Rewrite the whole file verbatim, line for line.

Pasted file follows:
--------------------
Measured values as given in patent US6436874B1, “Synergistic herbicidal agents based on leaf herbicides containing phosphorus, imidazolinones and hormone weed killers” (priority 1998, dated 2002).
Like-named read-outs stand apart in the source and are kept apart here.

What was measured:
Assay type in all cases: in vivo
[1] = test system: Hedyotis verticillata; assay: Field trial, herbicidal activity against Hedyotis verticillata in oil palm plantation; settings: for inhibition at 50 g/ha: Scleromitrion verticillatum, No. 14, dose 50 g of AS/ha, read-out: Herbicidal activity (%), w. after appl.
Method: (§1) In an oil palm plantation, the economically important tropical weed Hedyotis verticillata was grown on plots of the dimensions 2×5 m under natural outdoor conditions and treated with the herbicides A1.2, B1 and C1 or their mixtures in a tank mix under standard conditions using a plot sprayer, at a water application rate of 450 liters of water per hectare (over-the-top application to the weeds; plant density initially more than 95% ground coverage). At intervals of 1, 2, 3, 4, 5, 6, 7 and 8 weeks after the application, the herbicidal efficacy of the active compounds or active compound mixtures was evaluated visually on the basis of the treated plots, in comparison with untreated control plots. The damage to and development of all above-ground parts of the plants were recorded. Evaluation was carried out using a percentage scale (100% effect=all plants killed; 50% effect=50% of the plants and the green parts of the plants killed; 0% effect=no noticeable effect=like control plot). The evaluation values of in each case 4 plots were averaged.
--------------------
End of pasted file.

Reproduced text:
Measured values as given in patent US6436874B1, “Synergistic herbicidal agents based on leaf herbicides containing phosphorus, imidazolinones and hormone weed killers” (priority 1998, dated 2002).
Like-named read-outs stand apart in the source and are kept apart here.

What was measured:
Assay type in all cases: in vivo
[1] = test system: Hedyotis verticillata; assay: Field trial, herbicidal activity against Hedyotis verticillata in oil palm plantation; settings: for inhibition at 50 g/ha: Scleromitrion verticillatum, No. 14, dose 50 g of AS/ha, read-out: Herbicidal activity (%), w. after appl.
Method: (§1) In an oil palm plantation, the economically important tropical weed Hedyotis verticillata was grown on plots of the dimensions 2×5 m under natural outdoor conditions and treated with the herbicides A1.2, B1 and C1 or their mixtures in a tank mix under standard conditions using a plot sprayer, at a water application rate of 450 liters of water per hectare (over-the-top application to the weeds; plant density initially more than 95% ground coverage). At intervals of 1, 2, 3, 4, 5, 6, 7 and 8 weeks after the application, the herbicidal efficacy of the active compounds or active compound mixtures was evaluated visually on the basis of the treated plots, in comparison with untreated control plots. The damage to and development of all above-ground parts of the plants were recorded. Evaluation was carried out using a percentage scale (100% effect=all plants killed; 50% effect=50% of the plants and the green parts of the plants killed; 0% effect=no noticeable effect=like control plot). The evaluation values of in each case 4 plots were averaged.